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SSD becoming affordable

Discussion in 'PC Forum' started by Jakeman, Jul 8, 2008.

  1. Jakeman

    Jakeman MSC Founder and Donator

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  2. Jakeman

    Jakeman MSC Founder and Donator

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  3. Jakeman

    Jakeman MSC Founder and Donator

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  4. Jakeman

    Jakeman MSC Founder and Donator

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    Over time there have been some user reviews trickling in which claim to confirm the aforementioned performance degradation with extended use. For example:

    http://www.newegg.com/Product/ProductReview.aspx?Item=N82E16820167013

    Note that the 60 - 70MB writes are in contrast to a rated 170MB speed for the SLC version of the drive.

    He mentions a recent firmware update for the cheaper MLC model. While the details are a little vague, the firmware patch claims to fix or at least help the problem of long term performance. For example, here is a recent article about it:

    http://news.softpedia.com/news/Download-Intel-SATA-SSD-Firmware-Update-109327.shtml

    But given the nature of the problem it claims to fix, it will probably take some time before we get real confirmation as to the effectiveness of the patch.

    There is every reason to wait for the second generation of these SSD drives. The prices will drop, the capacities will increase, and it will give Intel a chance to convincingly address these performance problems.
     
  5. harleyb

    harleyb Peasant

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    I'm happy to pay current prices, as long as there's no problem with long term reliability (in both performance as well as data loss) and if current OSes were optimized for them.
     
  6. Jakeman

    Jakeman MSC Founder and Donator

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    Very thorough and enlightening article with benchies:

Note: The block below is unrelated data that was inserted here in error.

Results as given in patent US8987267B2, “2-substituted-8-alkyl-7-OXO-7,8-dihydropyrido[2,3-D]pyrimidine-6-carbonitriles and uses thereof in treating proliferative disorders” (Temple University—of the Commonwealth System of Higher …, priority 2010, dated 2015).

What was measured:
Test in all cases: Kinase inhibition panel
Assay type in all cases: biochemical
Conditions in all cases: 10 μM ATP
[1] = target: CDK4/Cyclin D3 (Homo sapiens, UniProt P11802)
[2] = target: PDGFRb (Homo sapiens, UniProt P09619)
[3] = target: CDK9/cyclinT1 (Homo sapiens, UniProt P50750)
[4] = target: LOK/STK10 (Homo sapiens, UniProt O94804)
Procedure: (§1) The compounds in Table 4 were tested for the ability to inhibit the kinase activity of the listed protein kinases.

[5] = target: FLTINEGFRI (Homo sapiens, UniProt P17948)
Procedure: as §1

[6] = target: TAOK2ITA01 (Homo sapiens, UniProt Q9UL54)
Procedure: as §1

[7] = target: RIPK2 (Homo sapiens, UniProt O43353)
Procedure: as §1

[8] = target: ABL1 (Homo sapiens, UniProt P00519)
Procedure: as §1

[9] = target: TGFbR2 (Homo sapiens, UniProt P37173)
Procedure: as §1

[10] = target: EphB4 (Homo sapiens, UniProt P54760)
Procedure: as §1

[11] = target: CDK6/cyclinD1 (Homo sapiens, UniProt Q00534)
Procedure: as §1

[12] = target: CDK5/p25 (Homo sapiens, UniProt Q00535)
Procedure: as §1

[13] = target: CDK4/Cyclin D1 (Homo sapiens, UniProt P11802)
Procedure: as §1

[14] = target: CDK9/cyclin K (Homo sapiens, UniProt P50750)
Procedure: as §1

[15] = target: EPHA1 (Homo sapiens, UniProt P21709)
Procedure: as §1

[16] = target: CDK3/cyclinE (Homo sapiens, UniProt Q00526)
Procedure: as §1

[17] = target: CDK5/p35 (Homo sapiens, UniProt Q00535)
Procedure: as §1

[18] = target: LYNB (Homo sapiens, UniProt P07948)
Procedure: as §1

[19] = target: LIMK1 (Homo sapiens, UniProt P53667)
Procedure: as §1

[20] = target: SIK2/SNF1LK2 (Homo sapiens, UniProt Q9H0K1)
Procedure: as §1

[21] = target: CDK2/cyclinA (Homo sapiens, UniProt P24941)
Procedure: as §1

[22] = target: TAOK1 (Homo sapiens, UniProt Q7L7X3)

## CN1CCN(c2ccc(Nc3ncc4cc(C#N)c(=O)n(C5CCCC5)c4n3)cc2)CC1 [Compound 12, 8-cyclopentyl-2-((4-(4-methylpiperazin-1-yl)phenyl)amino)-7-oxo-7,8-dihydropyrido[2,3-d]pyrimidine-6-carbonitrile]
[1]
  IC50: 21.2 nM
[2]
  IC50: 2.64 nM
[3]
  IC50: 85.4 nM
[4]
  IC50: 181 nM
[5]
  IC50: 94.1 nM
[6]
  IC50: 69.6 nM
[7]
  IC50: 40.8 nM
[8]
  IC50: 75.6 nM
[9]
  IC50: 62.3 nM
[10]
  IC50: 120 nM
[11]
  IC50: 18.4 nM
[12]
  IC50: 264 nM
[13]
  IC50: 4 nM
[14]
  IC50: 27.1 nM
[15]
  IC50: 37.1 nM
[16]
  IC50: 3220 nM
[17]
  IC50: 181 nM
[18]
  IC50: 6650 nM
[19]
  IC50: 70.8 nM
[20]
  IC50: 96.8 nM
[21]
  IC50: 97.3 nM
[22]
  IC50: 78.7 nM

http://www.tomshardware.com/reviews/ssd-performance-power,2279.html

    It looks at the Intel and Samsung SSDs, showing read / write performance over several consecutive tests in order to measure any degradation in performance over time. It also has tests of the MLC drive before and after the firmware update which is nice:

    before update - http://www.tomshardware.com/reviews/ssd-performance-power,2279-4.html

    after update - http://www.tomshardware.com/reviews/ssd-performance-power,2279-5.html

    The 32GB SLC drive is also in there:

    http://www.tomshardware.com/reviews/ssd-performance-power,2279-6.html

    The article also looks at how different types of workloads affect performance.
     
  7. Jakeman

    Jakeman MSC Founder and Donator

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    Intel rapes the field in IOPS:

    http://www.tomshardware.com/reviews/256gb-samsung-ssd,2265-9.html

    The last graph on the page is interesting. It shows the Intel SLC way ahead of the Intel MLC on the workstation IOPS benchmark, while the two drives are comparable on the other benchmarks. I am guessing the workstation benchmark uses lots of small random writes which would exploit the better write performance of the SLC drive.
     
  8. Jakeman

    Jakeman MSC Founder and Donator

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  9. Jakeman

    Jakeman MSC Founder and Donator

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    34nm actually. They have just been announced: